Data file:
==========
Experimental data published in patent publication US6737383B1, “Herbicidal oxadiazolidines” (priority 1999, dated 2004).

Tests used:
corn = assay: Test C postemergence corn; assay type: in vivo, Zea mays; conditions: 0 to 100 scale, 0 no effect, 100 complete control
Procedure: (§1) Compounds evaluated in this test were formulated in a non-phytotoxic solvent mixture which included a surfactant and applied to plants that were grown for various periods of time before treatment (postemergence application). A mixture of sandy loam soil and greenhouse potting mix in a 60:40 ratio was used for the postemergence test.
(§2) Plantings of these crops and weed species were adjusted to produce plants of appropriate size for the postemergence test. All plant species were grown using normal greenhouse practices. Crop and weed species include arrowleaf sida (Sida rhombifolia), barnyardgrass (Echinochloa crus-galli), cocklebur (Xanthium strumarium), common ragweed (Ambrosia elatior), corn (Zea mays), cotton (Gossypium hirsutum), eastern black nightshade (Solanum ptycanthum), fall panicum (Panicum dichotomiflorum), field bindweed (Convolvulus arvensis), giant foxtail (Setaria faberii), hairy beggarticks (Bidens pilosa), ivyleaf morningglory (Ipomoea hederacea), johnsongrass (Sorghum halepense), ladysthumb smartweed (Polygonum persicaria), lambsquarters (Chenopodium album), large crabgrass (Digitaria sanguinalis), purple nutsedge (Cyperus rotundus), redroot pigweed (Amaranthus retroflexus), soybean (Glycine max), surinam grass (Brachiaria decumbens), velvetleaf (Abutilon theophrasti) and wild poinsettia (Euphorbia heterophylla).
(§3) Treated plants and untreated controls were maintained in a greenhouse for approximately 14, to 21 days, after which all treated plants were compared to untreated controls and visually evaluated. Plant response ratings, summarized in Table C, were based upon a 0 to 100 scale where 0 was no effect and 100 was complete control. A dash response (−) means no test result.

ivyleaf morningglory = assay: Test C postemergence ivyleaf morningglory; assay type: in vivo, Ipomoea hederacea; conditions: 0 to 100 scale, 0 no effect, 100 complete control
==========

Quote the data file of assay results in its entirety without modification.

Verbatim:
Experimental data published in patent publication US6737383B1, “Herbicidal oxadiazolidines” (priority 1999, dated 2004).

Tests used:
corn = assay: Test C postemergence corn; assay type: in vivo, Zea mays; conditions: 0 to 100 scale, 0 no effect, 100 complete control
Procedure: (§1) Compounds evaluated in this test were formulated in a non-phytotoxic solvent mixture which included a surfactant and applied to plants that were grown for various periods of time before treatment (postemergence application). A mixture of sandy loam soil and greenhouse potting mix in a 60:40 ratio was used for the postemergence test.
(§2) Plantings of these crops and weed species were adjusted to produce plants of appropriate size for the postemergence test. All plant species were grown using normal greenhouse practices. Crop and weed species include arrowleaf sida (Sida rhombifolia), barnyardgrass (Echinochloa crus-galli), cocklebur (Xanthium strumarium), common ragweed (Ambrosia elatior), corn (Zea mays), cotton (Gossypium hirsutum), eastern black nightshade (Solanum ptycanthum), fall panicum (Panicum dichotomiflorum), field bindweed (Convolvulus arvensis), giant foxtail (Setaria faberii), hairy beggarticks (Bidens pilosa), ivyleaf morningglory (Ipomoea hederacea), johnsongrass (Sorghum halepense), ladysthumb smartweed (Polygonum persicaria), lambsquarters (Chenopodium album), large crabgrass (Digitaria sanguinalis), purple nutsedge (Cyperus rotundus), redroot pigweed (Amaranthus retroflexus), soybean (Glycine max), surinam grass (Brachiaria decumbens), velvetleaf (Abutilon theophrasti) and wild poinsettia (Euphorbia heterophylla).
(§3) Treated plants and untreated controls were maintained in a greenhouse for approximately 14, to 21 days, after which all treated plants were compared to untreated controls and visually evaluated. Plant response ratings, summarized in Table C, were based upon a 0 to 100 scale where 0 was no effect and 100 was complete control. A dash response (−) means no test result.

ivyleaf morningglory = assay: Test C postemergence ivyleaf morningglory; assay type: in vivo, Ipomoea hederacea; conditions: 0 to 100 scale, 0 no effect, 100 complete control